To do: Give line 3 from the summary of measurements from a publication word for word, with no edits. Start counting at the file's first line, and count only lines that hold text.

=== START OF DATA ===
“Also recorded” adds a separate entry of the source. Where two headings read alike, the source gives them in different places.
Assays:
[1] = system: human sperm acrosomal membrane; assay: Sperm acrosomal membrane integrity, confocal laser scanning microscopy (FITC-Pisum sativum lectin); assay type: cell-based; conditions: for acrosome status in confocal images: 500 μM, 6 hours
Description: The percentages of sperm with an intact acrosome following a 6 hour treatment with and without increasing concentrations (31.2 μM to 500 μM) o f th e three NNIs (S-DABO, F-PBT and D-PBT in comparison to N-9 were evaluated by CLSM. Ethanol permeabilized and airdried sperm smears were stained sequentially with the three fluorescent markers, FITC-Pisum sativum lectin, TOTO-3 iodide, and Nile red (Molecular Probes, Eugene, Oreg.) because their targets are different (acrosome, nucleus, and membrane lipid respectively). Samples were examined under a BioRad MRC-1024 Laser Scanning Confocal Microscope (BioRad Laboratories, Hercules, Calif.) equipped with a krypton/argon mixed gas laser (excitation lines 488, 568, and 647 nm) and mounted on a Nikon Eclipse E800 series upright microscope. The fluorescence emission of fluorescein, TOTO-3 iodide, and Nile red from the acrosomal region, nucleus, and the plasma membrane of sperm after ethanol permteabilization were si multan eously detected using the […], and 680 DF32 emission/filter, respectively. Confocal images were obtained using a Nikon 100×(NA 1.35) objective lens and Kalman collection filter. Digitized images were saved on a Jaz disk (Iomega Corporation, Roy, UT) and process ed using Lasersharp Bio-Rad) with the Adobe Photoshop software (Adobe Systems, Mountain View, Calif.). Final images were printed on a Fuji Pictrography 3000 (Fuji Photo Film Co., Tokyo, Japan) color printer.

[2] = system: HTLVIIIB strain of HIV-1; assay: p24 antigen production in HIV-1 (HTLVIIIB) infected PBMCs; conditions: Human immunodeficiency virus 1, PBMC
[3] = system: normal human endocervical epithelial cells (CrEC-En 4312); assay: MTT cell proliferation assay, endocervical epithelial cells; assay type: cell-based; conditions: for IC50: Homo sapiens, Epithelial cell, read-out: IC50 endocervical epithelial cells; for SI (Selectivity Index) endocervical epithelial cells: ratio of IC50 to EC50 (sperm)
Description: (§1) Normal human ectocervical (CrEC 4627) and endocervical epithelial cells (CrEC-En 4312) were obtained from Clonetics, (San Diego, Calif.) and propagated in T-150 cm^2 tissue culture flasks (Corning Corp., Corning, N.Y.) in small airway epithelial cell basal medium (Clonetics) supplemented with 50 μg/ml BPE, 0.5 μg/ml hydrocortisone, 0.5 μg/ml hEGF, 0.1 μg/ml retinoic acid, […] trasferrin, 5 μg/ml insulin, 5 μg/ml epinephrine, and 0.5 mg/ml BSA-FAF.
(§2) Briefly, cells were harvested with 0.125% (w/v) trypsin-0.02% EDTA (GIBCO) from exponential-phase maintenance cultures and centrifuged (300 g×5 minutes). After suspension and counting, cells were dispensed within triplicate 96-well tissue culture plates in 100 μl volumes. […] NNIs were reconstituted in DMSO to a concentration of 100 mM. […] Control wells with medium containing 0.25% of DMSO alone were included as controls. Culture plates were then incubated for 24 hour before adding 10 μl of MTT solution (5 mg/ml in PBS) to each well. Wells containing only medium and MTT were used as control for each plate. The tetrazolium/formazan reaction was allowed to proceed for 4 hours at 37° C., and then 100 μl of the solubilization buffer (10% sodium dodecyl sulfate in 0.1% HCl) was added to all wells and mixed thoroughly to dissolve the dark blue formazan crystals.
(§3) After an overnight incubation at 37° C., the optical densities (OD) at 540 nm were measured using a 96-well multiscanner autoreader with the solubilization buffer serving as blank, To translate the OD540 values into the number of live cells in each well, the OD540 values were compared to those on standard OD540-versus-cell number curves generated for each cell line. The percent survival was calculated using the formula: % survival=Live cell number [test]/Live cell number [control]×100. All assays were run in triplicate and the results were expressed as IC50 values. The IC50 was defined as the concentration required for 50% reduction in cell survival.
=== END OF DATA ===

[1] = system: human sperm acrosomal membrane; assay: Sperm acrosomal membrane integrity, confocal laser scanning microscopy (FITC-Pisum sativum lectin); assay type: cell-based; conditions: for acrosome status in confocal images: 500 μM, 6 hours